Lord & Taylor, one of America's oldest department stores, files for bankruptcy

The company said it was looking for a new owner.
Lord And Taylor To Close It's Flagship 5th Avenue Store
A woman walks out of Lord & Taylor's flagship store on 5th Avenue in Manhattan. Spencer Platt / Getty Images

Lord & Taylor, one of America's oldest department stores, has filed for bankruptcy, joining a growing list of stores slammed by the coronavirus pandemic. Tailored Brands, the parent company of Men's Wearhouse and Jos. A. Banks, filed for bankruptcy as well.

Many of the companies that have filed for Chapter 11 in recent weeks were already struggling, but the forced closure of non-essential stores in March pushed them to the brink.

Lord & Taylor, which was sold to the French rental clothing company Le Tote Inc. last year, filed Sunday for bankruptcy protection in the Eastern Court of Virginia.

In an announcement on its website the company, one of the oldest American department stores, said it was looking for a new owner.

Like many retailers, Lord & Taylor was already struggling with the shift to online shopping even before the pandemic struck this spring. Last year, it sold its flagship building on New York’s Fifth Avenue after more than a century in the 11-story building.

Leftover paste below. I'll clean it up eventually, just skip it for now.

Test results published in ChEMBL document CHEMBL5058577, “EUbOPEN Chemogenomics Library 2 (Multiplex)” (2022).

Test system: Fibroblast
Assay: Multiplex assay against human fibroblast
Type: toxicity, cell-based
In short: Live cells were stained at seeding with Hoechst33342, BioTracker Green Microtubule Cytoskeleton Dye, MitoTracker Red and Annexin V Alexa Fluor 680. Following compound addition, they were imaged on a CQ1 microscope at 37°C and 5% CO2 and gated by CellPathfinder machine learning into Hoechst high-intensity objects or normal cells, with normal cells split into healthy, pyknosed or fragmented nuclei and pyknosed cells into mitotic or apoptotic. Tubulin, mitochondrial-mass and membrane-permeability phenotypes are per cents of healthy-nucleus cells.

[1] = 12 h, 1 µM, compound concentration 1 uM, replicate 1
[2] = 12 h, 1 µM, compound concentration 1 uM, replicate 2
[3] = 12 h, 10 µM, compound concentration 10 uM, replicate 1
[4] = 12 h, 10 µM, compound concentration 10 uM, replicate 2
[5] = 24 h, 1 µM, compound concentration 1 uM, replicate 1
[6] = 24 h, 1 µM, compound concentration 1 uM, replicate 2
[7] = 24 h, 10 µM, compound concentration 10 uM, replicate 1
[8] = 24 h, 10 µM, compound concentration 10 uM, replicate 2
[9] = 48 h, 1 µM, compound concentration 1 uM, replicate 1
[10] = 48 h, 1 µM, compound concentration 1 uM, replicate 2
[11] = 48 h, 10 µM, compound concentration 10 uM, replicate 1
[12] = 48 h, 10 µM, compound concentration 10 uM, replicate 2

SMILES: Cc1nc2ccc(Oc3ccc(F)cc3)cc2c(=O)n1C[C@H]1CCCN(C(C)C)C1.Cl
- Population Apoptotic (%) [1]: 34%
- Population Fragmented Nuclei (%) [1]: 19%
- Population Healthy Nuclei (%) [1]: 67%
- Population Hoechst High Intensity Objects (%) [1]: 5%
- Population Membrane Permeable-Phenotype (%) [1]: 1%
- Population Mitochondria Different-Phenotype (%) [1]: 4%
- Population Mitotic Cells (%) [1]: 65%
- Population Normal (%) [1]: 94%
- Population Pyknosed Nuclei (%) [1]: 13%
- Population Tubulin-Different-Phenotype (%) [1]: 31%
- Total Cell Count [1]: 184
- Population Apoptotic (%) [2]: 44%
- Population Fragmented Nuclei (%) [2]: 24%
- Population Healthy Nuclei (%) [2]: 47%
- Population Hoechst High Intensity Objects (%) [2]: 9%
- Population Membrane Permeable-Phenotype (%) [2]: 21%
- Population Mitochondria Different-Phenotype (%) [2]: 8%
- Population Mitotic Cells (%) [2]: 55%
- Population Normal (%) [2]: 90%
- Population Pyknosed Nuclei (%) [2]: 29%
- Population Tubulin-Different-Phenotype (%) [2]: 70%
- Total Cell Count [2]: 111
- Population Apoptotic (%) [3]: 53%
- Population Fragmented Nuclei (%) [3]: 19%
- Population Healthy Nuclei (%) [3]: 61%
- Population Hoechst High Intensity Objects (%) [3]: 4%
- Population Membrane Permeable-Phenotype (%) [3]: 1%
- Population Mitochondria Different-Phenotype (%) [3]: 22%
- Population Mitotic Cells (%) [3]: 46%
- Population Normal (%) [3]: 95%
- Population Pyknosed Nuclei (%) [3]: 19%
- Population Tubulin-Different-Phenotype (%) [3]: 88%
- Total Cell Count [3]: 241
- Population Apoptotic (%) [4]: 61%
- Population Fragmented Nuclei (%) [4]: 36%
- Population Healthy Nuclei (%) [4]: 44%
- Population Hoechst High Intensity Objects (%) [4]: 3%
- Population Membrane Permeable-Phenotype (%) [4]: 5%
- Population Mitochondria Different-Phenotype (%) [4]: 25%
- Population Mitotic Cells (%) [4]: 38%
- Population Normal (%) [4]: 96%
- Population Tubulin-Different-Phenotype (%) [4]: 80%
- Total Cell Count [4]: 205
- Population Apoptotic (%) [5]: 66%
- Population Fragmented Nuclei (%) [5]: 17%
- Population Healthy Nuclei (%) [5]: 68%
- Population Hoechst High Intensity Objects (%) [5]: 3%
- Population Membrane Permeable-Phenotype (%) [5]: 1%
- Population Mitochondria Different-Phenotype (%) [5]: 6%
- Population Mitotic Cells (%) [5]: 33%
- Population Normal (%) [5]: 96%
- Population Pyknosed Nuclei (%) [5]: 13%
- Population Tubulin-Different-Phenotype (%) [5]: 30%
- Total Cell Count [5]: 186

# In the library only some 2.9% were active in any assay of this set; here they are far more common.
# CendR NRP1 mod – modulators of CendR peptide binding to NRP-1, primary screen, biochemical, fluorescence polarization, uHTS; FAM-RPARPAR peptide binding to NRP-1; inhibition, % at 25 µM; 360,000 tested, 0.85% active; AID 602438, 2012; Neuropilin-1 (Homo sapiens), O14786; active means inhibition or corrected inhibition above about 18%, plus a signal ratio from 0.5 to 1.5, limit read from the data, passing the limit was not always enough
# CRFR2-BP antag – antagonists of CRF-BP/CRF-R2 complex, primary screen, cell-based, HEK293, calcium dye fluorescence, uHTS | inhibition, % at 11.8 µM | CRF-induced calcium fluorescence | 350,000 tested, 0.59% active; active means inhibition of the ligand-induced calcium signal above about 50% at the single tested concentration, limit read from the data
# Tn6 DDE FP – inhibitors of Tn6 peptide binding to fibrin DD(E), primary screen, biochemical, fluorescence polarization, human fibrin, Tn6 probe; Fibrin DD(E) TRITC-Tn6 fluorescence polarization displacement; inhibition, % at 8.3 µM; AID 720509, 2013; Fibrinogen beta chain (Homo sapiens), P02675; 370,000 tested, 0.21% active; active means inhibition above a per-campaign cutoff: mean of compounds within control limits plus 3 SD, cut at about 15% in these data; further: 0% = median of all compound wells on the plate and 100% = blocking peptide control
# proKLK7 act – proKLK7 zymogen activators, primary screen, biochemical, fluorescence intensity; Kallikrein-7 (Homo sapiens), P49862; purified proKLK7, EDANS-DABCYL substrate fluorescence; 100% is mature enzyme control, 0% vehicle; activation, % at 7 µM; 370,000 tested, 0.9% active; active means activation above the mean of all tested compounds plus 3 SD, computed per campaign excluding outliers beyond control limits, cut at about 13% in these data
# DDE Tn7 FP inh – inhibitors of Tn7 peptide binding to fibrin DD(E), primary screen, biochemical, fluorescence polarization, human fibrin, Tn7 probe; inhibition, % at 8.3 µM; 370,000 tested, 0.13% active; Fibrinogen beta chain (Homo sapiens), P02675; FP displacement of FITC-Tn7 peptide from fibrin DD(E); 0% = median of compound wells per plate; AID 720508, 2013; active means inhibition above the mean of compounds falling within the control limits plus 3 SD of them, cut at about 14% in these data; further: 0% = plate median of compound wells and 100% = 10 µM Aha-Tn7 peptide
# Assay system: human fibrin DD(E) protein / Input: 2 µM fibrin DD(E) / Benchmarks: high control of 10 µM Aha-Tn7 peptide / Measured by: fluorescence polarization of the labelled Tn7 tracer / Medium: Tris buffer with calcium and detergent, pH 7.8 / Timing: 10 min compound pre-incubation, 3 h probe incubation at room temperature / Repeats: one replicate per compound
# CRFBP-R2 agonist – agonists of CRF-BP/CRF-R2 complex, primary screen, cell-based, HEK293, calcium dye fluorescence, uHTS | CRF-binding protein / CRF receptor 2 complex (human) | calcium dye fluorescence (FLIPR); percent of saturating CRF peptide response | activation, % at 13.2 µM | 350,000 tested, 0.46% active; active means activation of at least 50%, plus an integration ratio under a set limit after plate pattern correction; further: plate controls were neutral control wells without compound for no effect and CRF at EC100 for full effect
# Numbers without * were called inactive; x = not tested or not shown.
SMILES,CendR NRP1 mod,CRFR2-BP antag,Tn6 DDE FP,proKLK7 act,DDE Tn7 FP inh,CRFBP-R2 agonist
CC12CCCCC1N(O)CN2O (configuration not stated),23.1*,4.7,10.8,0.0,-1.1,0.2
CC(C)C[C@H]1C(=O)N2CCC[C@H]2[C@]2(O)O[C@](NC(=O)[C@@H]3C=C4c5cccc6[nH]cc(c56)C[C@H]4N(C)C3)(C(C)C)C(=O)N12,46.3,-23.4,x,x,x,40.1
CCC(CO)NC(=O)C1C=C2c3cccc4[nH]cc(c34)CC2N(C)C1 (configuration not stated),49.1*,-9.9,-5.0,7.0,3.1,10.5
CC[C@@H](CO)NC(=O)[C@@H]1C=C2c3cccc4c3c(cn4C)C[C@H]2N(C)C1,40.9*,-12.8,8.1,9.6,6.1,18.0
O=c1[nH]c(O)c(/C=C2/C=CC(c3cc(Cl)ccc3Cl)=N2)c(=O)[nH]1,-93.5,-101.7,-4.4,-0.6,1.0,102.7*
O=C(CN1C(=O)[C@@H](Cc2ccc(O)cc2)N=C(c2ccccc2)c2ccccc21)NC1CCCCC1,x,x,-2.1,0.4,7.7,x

The company was founded as a dry goods store in 1826. There are several dozen Lord & Taylor stores across the country.

Tailored Brands, which filed for Chapter 11 Sunday in the Southern District of Texas, said it would continue to operate Men’s Wearhouse and Jos. A. Banks stores, along with K&G Fashion Superstore and Moores Clothing for Men, which it also owns. It said in a release that a restructuring plan is expected to reduce the company’s funded debt by at least $630 million and provide increased financial flexibility.

As many people have switched to working at home, brands that sell clothes targeted at offices workers have had a particularly hard time. Brooks Brothers and the parent company of Ann Taylor are among those that have also filed for bankruptcy.

As of July 23, roughly 40 retailers, including big and small companies, had filed for Chapter 11 bankruptcy so far this year. That exceeds the number of retail bankruptcies for all of last year. About two dozen of them have sought bankruptcy protection since the pandemic started.

Others include J. Crew, J.C. Penney, Neiman Marcus, Stage Stores, and Ascena Retail Group, which owns Lane Bryant in addition to Ann Taylor.